O’FALLON – A minimum wage increase to $15 is now a reality for Illinoisans, as Governor J.B. Pritzker signed it into law on Tuesday — meanwhile, local business owners fear for their livelihood.
Josh Martie, owner of Creative Landscapes in Fairview Heights, said the reality of the minimum wage increase could mean a potential shut down for his business.
“The reality of the $15 per hour increase would mean we would have to raise our labor pricing dramatically or shut down,” Martie said. “I believe our material costs would have to increase as well to compensate for the increase my suppliers would take on with the increase of their labor force.”
Martie said over the last couple of years, he has done research and planning for what he thought was the potential of a minimum wage increase. He said his business can try to adapt to the new law but the reality of the minimum wage increase “would affect everything.”
“Employees who now make $15 per hour are going to want a pay raise so they are not making minimum-wage,” he said.
Martie said about the tax credit offered to small businesses to compensate for the increase in labor costs: “I don’t think that will be enough”
“If the state would visit our workers’ compensation insurance costs maybe it would allow a small landscaping business take on this labor increase,” Martie said. “We already pay the highest workers’ compensation insurance in the country.”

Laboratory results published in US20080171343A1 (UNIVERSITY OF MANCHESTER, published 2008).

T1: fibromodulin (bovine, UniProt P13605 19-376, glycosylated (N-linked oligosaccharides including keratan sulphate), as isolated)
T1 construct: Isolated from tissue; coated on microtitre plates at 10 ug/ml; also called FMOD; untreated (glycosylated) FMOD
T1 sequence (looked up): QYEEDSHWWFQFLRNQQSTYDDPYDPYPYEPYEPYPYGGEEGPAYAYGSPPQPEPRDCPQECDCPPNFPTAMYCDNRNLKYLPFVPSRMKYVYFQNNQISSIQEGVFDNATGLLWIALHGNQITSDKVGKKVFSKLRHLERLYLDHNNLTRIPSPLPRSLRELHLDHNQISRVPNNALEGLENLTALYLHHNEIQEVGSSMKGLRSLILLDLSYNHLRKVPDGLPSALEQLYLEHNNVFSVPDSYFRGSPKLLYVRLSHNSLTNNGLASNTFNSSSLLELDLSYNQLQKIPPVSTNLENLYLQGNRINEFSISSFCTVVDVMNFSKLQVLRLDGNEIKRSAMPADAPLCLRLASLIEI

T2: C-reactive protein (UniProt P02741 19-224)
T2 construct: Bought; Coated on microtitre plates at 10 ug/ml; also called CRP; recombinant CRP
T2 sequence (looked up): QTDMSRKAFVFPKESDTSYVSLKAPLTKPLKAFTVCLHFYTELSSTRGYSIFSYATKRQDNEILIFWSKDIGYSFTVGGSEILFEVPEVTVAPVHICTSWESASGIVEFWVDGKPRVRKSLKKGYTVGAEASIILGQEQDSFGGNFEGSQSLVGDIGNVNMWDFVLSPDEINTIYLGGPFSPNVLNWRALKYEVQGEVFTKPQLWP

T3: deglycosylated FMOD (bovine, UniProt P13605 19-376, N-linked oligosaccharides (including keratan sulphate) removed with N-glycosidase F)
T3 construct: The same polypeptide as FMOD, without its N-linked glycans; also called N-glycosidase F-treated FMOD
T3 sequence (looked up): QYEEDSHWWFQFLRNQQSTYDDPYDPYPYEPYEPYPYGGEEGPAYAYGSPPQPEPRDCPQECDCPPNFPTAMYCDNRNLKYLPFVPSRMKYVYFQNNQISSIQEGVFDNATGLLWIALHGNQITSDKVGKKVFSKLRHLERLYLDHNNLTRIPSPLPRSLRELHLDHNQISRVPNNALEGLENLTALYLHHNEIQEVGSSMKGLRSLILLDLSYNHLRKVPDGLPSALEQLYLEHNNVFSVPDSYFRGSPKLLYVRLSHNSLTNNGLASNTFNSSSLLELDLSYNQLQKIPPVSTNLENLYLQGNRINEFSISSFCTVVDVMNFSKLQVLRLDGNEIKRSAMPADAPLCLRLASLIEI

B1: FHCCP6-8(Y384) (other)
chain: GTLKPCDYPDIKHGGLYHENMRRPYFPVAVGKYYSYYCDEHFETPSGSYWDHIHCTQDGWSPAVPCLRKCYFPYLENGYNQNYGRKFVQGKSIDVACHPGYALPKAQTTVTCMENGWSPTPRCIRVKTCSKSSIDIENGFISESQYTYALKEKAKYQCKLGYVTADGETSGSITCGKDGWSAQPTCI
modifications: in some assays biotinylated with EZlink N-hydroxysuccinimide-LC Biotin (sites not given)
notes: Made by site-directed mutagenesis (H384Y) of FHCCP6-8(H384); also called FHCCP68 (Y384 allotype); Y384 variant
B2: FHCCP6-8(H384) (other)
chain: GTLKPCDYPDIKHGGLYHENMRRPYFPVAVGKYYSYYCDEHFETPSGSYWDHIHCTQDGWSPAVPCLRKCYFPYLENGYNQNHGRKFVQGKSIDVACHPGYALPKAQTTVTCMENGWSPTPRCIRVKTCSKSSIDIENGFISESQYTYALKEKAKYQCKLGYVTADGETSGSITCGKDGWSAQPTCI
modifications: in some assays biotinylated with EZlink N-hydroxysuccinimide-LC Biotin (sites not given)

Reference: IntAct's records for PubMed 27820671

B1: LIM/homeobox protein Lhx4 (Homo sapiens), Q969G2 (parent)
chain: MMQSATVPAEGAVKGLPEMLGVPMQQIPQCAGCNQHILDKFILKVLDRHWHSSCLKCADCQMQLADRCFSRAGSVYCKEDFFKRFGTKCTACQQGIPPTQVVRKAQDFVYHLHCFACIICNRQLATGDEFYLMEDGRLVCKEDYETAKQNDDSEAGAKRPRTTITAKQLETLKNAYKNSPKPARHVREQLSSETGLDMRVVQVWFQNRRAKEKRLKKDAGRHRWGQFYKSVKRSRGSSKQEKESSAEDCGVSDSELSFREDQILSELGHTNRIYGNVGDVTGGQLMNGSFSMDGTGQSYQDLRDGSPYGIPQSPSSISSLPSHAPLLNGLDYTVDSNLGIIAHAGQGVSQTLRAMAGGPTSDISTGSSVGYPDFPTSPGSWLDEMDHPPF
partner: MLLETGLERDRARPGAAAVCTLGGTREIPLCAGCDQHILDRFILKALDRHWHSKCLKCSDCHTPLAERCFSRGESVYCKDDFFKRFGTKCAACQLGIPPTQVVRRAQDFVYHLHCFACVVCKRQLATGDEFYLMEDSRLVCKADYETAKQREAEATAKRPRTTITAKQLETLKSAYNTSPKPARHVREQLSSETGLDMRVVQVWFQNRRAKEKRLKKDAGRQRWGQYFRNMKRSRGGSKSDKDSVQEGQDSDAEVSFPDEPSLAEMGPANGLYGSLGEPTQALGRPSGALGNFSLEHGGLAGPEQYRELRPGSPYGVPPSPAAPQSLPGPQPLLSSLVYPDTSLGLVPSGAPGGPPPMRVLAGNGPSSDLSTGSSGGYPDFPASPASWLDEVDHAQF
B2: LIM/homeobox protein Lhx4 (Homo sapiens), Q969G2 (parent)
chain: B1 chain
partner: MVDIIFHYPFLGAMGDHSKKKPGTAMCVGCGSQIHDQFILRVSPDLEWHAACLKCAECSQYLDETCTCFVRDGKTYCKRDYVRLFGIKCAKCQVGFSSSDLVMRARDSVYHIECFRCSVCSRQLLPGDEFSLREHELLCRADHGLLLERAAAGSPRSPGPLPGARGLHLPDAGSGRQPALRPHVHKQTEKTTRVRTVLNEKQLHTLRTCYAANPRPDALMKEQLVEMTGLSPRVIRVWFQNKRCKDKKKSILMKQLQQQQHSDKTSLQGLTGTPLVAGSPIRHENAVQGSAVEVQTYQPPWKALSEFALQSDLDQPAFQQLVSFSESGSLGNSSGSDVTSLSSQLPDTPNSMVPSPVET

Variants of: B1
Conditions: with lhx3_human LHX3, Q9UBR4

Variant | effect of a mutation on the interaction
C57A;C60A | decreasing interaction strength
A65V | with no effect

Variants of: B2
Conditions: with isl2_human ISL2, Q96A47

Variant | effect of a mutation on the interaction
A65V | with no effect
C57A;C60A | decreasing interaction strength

“If minimum-wage goes up work compensation goes up. My payroll will double. It might work fine in the Chicago area but it won’t work for Southern Illinois. I don’t believe people realize how expensive things will get. We will no longer be able to compete with the box stores and the guy in a truck,” Martie continued.
Scott Federhofer, owner of Homeworx Pro in O’Fallon, said about the minimum wage increase: “It’s horrible for me.”
While Federhofer doesn’t employ minimum wage workers except for occasionally during busy months, his workers that are paid $20 to $25 an hour may feel “disgruntled” if their pay isn’t raised.
“Inevitably, what’s going to happen are prices are going to go up,” he said. “All of our goods and materials.”
Homeworx Pro, a veteran owned construction business, offers home repair, renovation and remodeling services. Federhofer also takes care of a property management company with more than 1,200 properties.
“I’m a growing business, I’ve been doing this myself on the side for 25 years and I quit my job over a year ago to start my own company – and here I am.”
Federhofer said the minimum wage “was never designed to be a living wage.”
“Let’s be honest, I’ve had minimum wage people working for me before – they don’t stay long,” he said. “They are moving on to bigger and better things and making more money somewhere else and that’s great.”
“If they want to stay with me, they are going to make X amount dollars until they develop the skills – then I can I give them more money and make them more useful,” he said. “Truly, when I hire minimum wage people, they have more of a negative impact on my business than they do a positive one,” Federhofer continued.